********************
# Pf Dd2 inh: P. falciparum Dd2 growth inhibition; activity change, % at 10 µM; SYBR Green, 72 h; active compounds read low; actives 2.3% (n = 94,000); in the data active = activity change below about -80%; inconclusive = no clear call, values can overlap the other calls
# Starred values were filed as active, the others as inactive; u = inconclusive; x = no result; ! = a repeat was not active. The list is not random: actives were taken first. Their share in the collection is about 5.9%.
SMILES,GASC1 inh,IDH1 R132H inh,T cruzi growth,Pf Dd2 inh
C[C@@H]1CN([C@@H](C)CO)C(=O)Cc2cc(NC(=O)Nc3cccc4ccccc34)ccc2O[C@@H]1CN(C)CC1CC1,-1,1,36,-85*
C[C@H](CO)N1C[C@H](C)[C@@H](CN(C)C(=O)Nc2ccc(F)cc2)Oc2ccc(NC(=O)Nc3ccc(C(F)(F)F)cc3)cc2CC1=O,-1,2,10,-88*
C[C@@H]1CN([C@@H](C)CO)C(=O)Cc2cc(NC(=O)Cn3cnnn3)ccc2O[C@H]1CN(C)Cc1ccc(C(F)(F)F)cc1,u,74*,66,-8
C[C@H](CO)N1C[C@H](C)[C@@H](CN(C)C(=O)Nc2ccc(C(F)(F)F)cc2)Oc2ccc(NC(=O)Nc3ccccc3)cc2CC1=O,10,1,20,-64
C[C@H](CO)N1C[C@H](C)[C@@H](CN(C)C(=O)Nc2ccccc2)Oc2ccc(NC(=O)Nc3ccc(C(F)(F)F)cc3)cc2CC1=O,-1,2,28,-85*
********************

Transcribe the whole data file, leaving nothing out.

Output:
# Pf Dd2 inh: P. falciparum Dd2 growth inhibition; activity change, % at 10 µM; SYBR Green, 72 h; active compounds read low; actives 2.3% (n = 94,000); in the data active = activity change below about -80%; inconclusive = no clear call, values can overlap the other calls
# Starred values were filed as active, the others as inactive; u = inconclusive; x = no result; ! = a repeat was not active. The list is not random: actives were taken first. Their share in the collection is about 5.9%.
SMILES,GASC1 inh,IDH1 R132H inh,T cruzi growth,Pf Dd2 inh
C[C@@H]1CN([C@@H](C)CO)C(=O)Cc2cc(NC(=O)Nc3cccc4ccccc34)ccc2O[C@@H]1CN(C)CC1CC1,-1,1,36,-85*
C[C@H](CO)N1C[C@H](C)[C@@H](CN(C)C(=O)Nc2ccc(F)cc2)Oc2ccc(NC(=O)Nc3ccc(C(F)(F)F)cc3)cc2CC1=O,-1,2,10,-88*
C[C@@H]1CN([C@@H](C)CO)C(=O)Cc2cc(NC(=O)Cn3cnnn3)ccc2O[C@H]1CN(C)Cc1ccc(C(F)(F)F)cc1,u,74*,66,-8
C[C@H](CO)N1C[C@H](C)[C@@H](CN(C)C(=O)Nc2ccc(C(F)(F)F)cc2)Oc2ccc(NC(=O)Nc3ccccc3)cc2CC1=O,10,1,20,-64
C[C@H](CO)N1C[C@H](C)[C@@H](CN(C)C(=O)Nc2ccccc2)Oc2ccc(NC(=O)Nc3ccc(C(F)(F)F)cc3)cc2CC1=O,-1,2,28,-85*